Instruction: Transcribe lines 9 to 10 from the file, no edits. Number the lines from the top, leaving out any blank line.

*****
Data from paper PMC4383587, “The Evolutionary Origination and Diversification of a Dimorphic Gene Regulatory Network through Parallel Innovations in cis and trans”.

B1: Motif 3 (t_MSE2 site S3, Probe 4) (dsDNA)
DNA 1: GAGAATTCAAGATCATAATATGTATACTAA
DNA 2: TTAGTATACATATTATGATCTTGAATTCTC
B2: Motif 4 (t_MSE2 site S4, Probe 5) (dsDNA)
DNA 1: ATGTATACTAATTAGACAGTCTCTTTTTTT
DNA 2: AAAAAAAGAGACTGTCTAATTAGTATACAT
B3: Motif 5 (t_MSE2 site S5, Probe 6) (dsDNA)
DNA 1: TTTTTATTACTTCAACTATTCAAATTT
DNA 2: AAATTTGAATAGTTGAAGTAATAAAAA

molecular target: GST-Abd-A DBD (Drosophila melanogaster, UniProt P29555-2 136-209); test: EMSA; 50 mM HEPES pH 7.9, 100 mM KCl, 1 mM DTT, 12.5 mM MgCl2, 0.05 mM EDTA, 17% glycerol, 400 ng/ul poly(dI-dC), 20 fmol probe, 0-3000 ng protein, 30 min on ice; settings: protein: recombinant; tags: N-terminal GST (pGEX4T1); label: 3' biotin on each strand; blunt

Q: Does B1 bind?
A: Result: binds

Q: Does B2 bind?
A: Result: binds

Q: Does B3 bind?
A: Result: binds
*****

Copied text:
DNA 1: TTTTTATTACTTCAACTATTCAAATTT
DNA 2: AAATTTGAATAGTTGAAGTAATAAAAA